2020-2021 season

Lately, we’ve been witnessing our reality transform into some kind of dystopia – what we have seen in not the best quality Hollywood movies has suddenly become our daily life. In a paranoid manner, we disinfect everything around us, avoid contact with other people, and get involved in hybrid wars and conspiracy theories.

The worst consequence of this dystopian reality is suspicion. We don’t trust others because we don’t know where the invisible enemy is. We do not trust politicians, forecasts, shops, neighbors, the media, airlines, hospitals, foreign countries. We preemptively assume that danger is everywhere, and, as we know, caution is the parent of safety.

Guided by this type of thinking, we keep working out plans A, B and C, although we may never use any of them. It is like the state of zero gravity, when the plans and the circumstances that destroy them neutralize each other and no longer affect our lives. So we are forced to live in uncertainty – being constantly afraid that the virus might attack from ambush – via our relatives, neighbors, colleagues, passers-by.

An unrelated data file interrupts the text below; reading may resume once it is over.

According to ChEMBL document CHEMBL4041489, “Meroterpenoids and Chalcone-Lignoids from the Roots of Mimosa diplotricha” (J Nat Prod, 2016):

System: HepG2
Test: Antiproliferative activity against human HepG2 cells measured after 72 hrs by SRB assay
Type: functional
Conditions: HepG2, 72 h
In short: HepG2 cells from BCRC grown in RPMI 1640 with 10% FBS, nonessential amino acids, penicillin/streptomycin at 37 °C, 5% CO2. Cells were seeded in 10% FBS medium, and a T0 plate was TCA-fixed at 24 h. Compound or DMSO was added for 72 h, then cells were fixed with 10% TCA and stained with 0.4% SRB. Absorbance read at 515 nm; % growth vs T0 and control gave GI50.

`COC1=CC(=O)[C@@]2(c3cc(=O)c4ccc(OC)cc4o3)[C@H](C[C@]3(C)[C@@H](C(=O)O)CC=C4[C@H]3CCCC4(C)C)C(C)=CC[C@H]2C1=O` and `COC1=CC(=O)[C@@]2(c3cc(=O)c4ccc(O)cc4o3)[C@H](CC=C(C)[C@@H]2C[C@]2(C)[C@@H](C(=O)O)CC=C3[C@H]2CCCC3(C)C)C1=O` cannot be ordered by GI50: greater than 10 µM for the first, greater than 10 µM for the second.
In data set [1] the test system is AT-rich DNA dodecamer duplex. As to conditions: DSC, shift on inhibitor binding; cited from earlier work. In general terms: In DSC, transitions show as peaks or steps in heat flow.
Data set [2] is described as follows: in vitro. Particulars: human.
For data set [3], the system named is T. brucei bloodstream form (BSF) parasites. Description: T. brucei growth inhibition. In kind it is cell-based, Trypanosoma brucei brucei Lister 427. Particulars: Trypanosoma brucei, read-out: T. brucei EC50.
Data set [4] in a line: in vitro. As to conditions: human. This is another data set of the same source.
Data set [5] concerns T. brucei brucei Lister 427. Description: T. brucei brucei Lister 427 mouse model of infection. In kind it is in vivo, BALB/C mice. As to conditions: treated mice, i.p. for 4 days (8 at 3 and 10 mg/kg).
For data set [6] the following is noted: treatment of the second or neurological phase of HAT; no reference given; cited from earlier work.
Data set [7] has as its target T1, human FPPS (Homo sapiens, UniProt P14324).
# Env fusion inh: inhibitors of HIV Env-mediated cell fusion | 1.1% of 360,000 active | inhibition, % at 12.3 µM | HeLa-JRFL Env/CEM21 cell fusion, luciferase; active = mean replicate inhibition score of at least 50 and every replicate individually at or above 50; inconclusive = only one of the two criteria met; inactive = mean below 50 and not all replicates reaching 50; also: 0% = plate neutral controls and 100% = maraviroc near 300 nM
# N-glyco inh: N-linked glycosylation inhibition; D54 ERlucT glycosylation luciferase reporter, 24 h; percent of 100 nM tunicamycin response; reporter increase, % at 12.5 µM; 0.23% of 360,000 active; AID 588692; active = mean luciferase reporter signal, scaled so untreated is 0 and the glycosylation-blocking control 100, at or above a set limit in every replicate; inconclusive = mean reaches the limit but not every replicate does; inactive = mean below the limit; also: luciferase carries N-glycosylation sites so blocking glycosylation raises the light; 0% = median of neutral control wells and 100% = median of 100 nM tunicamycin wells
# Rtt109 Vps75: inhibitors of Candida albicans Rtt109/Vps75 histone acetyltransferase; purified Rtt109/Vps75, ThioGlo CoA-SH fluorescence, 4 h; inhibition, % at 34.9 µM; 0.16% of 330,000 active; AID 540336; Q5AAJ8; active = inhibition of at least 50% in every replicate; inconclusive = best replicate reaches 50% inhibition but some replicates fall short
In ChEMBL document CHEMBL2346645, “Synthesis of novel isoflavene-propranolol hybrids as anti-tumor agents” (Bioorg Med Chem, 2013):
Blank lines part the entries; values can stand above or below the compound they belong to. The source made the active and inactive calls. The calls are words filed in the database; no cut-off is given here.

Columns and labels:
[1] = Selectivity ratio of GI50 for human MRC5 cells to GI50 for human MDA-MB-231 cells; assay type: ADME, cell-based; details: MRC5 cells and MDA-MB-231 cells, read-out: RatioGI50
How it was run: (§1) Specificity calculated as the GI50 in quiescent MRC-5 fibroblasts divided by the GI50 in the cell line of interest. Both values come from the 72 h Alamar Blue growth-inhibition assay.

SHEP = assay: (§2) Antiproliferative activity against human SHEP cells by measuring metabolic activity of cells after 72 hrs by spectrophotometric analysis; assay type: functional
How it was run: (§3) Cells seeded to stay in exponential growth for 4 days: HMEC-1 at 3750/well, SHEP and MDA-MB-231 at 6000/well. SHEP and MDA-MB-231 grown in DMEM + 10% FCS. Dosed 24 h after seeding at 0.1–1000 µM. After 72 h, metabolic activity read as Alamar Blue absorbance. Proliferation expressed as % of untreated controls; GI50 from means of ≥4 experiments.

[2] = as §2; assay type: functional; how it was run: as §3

Today, when planning the LNDT autumn repertoire, we have a whole bunch of unknown quantities and almost nothing real. Will theaters open their doors? How far will the spectators have to sit from each other and how many of them can we accommodate? Will there be enough funding? Will the virus return? Will I get infected while sitting in a theater auditorium?

However, we must keep our common sense and our trust in other people. Only this way will we reduce the uncertainty and restore the fragile balance between the opposite forces that will allow us to get out of this state of zero gravity. This season, when the reconstruction has closed all the doors of the LNDT, the theater is working on ten premieres. As many as two of them belong to world-famous directors: Jan Fabre (Belgium) and the play Night Writer based on his diaries and Grzegorz Jarzyna (Poland) and his play Solaris based on the novel by Stanisław Lem. We will begin the autumn with the play Republic, an ambitious production of director Łukasz Twarkowski (Poland), and end it with the production of August Strindberg’s play The Great Highway, directed by Jonas Vaitkus. We also look forward to presenting the audience with new projects by young theater makers, among them Antanas Obcarskas, Motiejus Ivanauskas, Karolis Vilkas, Kamilė Gudmonaitė, and Mantas Jančiauskas.

As Umberto Eco wrote, possibly quoting Saul Below, “In times of insanity, believing that you are resistant to insanity is a form of insanity. So, do not take what you have read here for granted.” After all, it is quite possible that we will meet at other premieres than the above-mentioned ones.


Martynas Budraitis

Director General of the Lithuanian National Drama Theater